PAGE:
She’s the main character, but is she the absolute best? No, Fleabag has her flaws, just like you and I, perhaps even more so depending on your respective life choices. The beauty of Fleabag is that by breaking the fourth wall, she invites us into her inner psyche and you reckon with her decisions. Whatever she’s done, you take the justification on board and forgive it, right up until the finale of series one when you tragically learn that Fleabag, just like the rest of us, is a little bit trash sometimes.

But with the arrival of the almost-didn’t-happen series two, you get sucked right back into her bullshit. Self-sabotage isn’t as high on her agenda this time, but it’s still somewhere in the mix. Looking incredible on the day of your mother’s funeral is an extremely Fleabag problem to have, as well as a hysterical one. Her life is a complete mess and although it makes you feel slightly more comfortable about your own misery, you have to ask yourself – would you want to be friends with Fleabag? Would you invite her over for dinner? No, because she would steal your boyfriend, leaving you with no alternative other than to calmly walk into oncoming traffic.

2. Bank Manager

He was a minor character, but good grief was he a good one. From their rocky start during a job interview in series one when Fleabag accidentally flashed her bra and entire torso at him, the unnamed bank manager was somehow involved in the utter mess that is Fleabag’s troublesome little life. He appears again when Fleabag and her sister attend a silent retreat at their father’s expense, to deliver one of the most heartfelt monologues that has ever graced our television screens, expressing a desire to simply want to go home and lead a normal life. Preach, fam.

As quick as we’ve forgotten him, this bank manager reappears at crucial intervals, most notably when Fleabag gets a distressing call from her sister while she’s at work. Chatty Wednesday is in real jeopardy of being cut short when he appears wielding a new guinea pig (actually a hamster), then offers to step in and man the cafe. In the end, he bids Fleabag farewell, as close to giddy as he can be about a new job he’s about to start, then as quick as he arrived, he’s out of Fleabag’s life, probably forever. They got off on the wrong foot but his character came full circle and proved himself to be a lovely man. Not everything has to have a happy ending, but this helpful bank manager did and that’s unfortunately as close as we’re going to get to a Disney finale.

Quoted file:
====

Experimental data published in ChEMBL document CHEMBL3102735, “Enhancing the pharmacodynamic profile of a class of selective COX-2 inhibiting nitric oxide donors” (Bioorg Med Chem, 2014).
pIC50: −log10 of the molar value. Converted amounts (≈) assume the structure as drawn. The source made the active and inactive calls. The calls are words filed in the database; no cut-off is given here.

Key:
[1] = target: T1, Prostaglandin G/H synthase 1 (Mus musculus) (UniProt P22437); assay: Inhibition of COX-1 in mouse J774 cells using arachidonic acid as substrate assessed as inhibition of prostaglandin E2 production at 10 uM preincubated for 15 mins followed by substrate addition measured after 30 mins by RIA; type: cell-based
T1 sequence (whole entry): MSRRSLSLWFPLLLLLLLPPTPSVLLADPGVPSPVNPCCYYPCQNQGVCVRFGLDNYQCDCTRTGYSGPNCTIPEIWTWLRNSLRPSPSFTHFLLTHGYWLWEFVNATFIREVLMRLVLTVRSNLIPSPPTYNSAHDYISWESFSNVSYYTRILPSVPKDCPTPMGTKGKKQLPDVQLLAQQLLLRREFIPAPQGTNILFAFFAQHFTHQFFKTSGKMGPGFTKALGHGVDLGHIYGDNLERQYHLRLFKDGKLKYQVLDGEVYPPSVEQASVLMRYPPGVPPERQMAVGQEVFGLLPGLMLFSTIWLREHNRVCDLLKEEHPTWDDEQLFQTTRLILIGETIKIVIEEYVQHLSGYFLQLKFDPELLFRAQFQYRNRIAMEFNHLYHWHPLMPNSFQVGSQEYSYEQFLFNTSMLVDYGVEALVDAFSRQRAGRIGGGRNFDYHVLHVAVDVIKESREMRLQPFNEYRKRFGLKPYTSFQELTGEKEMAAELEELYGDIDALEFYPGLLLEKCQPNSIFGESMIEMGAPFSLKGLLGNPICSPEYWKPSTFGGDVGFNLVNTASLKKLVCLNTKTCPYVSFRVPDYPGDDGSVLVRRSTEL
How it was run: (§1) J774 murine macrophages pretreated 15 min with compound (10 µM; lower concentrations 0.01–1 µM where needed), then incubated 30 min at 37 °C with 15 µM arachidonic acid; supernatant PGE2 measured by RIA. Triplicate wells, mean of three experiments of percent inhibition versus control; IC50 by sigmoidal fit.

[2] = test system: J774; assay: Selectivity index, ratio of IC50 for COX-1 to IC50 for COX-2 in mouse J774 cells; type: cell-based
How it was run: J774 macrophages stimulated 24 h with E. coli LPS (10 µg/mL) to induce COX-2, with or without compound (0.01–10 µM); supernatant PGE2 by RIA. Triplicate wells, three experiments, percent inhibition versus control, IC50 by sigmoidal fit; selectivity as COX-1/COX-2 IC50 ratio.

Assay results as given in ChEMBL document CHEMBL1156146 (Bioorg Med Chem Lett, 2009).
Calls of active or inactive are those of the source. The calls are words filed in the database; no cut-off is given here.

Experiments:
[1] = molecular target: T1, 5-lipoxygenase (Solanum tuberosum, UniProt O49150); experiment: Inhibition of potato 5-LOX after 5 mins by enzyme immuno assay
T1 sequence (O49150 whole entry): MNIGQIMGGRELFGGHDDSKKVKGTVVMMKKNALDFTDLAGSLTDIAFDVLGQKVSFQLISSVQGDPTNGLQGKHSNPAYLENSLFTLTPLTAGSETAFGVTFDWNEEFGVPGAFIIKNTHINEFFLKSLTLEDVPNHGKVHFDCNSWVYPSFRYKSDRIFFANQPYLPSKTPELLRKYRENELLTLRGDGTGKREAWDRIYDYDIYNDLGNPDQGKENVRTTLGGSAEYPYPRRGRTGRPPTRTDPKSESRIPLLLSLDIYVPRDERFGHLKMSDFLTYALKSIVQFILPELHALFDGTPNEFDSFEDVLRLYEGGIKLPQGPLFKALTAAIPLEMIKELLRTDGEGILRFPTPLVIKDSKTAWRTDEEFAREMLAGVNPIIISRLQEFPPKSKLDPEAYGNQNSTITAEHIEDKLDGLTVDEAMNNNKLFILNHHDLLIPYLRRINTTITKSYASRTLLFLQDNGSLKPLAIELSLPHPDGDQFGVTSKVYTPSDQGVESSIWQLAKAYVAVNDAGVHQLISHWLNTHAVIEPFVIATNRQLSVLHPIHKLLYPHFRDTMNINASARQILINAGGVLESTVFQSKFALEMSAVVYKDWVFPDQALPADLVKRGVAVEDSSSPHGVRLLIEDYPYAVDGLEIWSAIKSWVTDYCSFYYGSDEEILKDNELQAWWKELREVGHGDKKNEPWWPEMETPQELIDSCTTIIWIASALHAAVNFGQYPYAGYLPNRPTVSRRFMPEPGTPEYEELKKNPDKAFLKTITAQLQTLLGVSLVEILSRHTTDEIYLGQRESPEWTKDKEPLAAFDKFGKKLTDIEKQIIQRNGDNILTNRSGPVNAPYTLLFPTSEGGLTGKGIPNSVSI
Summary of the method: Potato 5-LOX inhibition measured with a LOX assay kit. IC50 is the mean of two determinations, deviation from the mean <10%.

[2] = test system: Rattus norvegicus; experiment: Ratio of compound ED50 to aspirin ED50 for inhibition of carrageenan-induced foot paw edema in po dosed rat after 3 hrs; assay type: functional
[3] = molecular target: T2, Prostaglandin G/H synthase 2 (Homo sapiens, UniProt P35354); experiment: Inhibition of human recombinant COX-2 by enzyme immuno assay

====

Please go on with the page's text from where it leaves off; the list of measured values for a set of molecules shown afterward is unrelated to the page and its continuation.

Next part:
1. Claire

To be fair, she does look remarkably like a pencil. Right up until midway through the second series of Fleabag, Claire was a bit of a melt. She was uptight, substantially boring and unhappily happy in her very small little life. Her gross husband (see – dead last on this list) and his weird son seemed to be all that Claire felt she deserved in this entirely fictional world, which was peppered with her sister trying her best to drum up some kind of fun or at least scandal between them as best she could. Claire wasn’t really living.

Then we got to meet new Claire. Claire who had been to Finland and realised there was life outside of her little bubble. Claire who got her hair cut to look like a pencil. Claire who even when trying to break up with her disgusting husband is still polite enough to say “Please leave me”. She broke free from her destiny as a drip, taking a leaf out of her free spirit sister’s book. Claire’s character, much like the bank manager, came full circle. She became a better person and that was thanks in some small part to Fleabag’s influence. Claire is living her best life in Finland right now, with Klare by her side and a decent haircut. The real love story in Fleabag was between two sisters that ultimately learned that all they’ll ever have is each other. Also, if you didn’t produce a hearty yet slightly forbidden laugh at the line “Get your hands off my miscarriage”, this show was completely wasted on you, heathen.

Images via Prime